Can anyone give me an unbiased opinion of John Green books?
Maybe opinion isn’t the best word to go with unbiased. Style overview, maybe?
Teens don’t sound like that; we get that road trips are a metaphor for adolescence; manic pixie dream girls (or boy); they’re all the same; teenagers aren’t as smart as he makes them seem; people only like his books because the Internet.
John Green, everyone.
Yes, to be clear, since people are getting upset, I WROTE THIS. I was making fun of myself. But now I feel the need to defend myself against the terrible accustations that I earlier made, so fine:
1. Lots of good novels involve the use of heightened language and/or don’t attempt to perfectly replicate human speech.
2. Road trips are a good metaphor for adolescence, and I have used the metaphor twice: In Katherines, where the road trip lasts about ten pages, and in Paper Towns, where the road trip lasts about 30 pages. Road trips comprise about 3% of my published work. I’ve devoted almost as much space to Moby Dick, and probably more to jokes about testicles. (TFiOS is sometimes accused of featuring a road trip, but it doesn’t. It does contain travel, but then again, so do most human lives in the contemporary industrialized world.)
3. Augustus Waters is not a Manic Pixie Dream Boy, and Hazel’s initial misimagining of him (and Gus’s initial wish to be misimagined) falls away pretty quickly. Both Alaska Young (in LfA) and Margo Rothe Spiegelman (in Paper Towns) are imagined by the boys who adore them as manic pixie dream girls, but in both cases, this inability to see a young woman as fully human has disastrous consequences, and in Paper Towns the dirty pernicious lie of the Manic Pixie Dream Girl is repeatedly and violently destroyed. In fact, that’s essentially the plot of Paper Towns.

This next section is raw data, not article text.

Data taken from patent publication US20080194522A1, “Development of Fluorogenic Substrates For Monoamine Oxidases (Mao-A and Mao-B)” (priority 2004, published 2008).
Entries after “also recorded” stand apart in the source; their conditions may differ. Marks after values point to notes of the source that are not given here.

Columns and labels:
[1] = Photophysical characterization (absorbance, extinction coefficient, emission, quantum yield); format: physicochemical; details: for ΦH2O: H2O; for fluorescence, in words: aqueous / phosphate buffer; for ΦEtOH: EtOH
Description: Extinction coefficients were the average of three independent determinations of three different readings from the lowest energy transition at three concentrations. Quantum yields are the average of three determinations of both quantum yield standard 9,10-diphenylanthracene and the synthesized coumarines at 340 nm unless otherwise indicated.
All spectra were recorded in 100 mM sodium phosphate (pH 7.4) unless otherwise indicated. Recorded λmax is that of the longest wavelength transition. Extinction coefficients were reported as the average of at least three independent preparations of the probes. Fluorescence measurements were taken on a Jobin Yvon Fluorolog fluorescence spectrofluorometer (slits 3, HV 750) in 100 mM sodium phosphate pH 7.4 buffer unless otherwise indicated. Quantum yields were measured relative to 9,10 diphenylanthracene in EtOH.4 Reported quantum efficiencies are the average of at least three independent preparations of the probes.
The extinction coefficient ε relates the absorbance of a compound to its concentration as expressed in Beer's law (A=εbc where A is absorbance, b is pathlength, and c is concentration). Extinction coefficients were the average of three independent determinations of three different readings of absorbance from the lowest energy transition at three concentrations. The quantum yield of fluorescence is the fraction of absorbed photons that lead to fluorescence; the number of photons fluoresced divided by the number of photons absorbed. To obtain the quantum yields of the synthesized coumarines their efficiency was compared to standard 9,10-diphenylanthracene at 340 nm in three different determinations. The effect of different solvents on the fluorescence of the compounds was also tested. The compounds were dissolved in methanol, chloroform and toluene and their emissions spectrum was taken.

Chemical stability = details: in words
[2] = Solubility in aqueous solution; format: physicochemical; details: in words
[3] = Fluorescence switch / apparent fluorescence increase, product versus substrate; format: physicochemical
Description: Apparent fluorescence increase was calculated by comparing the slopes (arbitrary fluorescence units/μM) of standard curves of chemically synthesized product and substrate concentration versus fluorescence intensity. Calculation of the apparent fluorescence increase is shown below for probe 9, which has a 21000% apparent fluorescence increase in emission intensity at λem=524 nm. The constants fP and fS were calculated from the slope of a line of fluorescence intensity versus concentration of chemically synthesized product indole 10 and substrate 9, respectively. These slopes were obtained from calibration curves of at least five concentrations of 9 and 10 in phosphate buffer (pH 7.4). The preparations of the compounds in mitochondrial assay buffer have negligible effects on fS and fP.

4. Stop telling teenagers how smart they aren’t.
5. The Internet has definitely been good for (and kind to) my books, but for the record, nerdfighters report enjoying TFiOS about as much as, for lack of a better term, “regular people.” If my books were read primarily by people who liked them because the Internet, you’d expect the ratings at goodreads* to be high initially but then as word spread out to “regular people” and they started reading the book, the ratings would go down significantly. (This happened to Paper Towns, for instance, and it happens to most books by authors with built-in fan bases.) But with TFiOS, the ratings have been very stable: The first 50,000 ratings averaged 4.55; the most recent 50,000 ratings have averaged 4.54.
(For the record, there are lots of good and fair criticisms of my books, and I certainly don’t think they are amazing or anything. I just don’t think these particular criticisms hold up to scrutiny.)
* Because so many people use goodreads, it is an amazingly good—and amazingly underutilized—resource for understanding what people read, why, and how they feel about their reading experiences.